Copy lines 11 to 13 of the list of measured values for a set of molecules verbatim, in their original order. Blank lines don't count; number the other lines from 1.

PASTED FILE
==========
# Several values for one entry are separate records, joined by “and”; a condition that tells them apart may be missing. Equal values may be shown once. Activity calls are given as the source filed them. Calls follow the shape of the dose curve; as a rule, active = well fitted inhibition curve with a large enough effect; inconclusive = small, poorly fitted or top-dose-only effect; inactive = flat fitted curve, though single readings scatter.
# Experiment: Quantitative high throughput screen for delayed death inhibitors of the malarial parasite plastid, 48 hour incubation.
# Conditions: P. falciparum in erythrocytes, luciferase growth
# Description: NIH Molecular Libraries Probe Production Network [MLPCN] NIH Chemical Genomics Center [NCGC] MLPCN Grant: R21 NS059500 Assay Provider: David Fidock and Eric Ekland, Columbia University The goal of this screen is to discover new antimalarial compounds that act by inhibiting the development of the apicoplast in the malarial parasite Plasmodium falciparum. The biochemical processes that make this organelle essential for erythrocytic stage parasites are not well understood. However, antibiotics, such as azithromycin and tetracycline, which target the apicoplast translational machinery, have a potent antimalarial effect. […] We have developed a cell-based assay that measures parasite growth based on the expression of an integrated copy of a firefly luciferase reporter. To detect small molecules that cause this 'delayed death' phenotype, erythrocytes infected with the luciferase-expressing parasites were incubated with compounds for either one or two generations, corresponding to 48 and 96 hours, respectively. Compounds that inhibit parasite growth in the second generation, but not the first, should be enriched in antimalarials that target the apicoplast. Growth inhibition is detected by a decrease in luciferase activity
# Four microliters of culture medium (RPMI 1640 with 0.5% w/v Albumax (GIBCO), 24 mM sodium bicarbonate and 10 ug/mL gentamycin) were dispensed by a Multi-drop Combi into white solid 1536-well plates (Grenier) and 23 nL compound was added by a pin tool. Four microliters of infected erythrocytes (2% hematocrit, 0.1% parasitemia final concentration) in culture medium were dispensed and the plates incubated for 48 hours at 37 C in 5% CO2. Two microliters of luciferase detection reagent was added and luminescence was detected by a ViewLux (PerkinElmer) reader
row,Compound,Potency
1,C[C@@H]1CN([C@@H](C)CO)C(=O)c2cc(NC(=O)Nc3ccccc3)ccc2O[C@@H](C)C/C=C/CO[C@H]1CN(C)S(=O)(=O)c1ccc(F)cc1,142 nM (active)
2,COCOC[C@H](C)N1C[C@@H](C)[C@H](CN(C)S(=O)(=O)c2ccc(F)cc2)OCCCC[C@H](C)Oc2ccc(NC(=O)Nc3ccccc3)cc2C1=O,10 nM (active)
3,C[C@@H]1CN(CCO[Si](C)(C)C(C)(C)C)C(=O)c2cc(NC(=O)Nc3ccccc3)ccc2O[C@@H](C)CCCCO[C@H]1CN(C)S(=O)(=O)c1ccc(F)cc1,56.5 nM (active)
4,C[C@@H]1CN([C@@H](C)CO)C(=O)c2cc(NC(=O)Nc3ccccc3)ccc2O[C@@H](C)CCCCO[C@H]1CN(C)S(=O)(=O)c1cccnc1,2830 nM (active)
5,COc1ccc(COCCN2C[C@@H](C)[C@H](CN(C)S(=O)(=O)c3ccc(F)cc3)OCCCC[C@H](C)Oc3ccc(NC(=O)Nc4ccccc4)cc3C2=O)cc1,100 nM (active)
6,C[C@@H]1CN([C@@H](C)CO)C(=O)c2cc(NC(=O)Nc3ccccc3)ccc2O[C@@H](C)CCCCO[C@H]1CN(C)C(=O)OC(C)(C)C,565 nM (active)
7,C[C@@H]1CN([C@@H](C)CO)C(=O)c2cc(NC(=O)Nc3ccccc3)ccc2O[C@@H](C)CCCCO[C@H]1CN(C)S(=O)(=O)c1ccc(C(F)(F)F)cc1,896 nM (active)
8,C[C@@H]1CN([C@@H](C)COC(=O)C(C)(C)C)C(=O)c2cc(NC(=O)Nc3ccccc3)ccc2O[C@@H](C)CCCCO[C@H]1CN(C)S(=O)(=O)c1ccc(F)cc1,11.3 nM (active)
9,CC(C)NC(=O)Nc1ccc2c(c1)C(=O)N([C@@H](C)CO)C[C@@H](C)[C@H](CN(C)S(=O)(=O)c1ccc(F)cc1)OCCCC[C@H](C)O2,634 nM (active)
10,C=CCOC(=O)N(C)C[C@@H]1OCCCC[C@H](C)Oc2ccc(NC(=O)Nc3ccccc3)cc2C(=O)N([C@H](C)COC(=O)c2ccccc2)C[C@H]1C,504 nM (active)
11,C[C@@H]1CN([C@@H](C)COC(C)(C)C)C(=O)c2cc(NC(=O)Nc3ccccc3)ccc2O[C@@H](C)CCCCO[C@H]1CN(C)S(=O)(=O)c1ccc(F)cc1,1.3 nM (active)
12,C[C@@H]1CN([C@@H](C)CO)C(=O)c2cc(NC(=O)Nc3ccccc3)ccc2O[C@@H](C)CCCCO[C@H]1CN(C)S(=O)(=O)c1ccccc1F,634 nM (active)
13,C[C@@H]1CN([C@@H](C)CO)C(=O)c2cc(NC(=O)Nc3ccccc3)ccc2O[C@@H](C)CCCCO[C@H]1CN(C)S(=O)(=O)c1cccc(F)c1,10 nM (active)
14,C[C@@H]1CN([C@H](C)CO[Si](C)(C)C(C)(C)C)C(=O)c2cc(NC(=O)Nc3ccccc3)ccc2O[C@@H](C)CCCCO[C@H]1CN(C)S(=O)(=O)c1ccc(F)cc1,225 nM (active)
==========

5,COc1ccc(COCCN2C[C@@H](C)[C@H](CN(C)S(=O)(=O)c3ccc(F)cc3)OCCCC[C@H](C)Oc3ccc(NC(=O)Nc4ccccc4)cc3C2=O)cc1,100 nM (active)
6,C[C@@H]1CN([C@@H](C)CO)C(=O)c2cc(NC(=O)Nc3ccccc3)ccc2O[C@@H](C)CCCCO[C@H]1CN(C)C(=O)OC(C)(C)C,565 nM (active)
7,C[C@@H]1CN([C@@H](C)CO)C(=O)c2cc(NC(=O)Nc3ccccc3)ccc2O[C@@H](C)CCCCO[C@H]1CN(C)S(=O)(=O)c1ccc(C(F)(F)F)cc1,896 nM (active)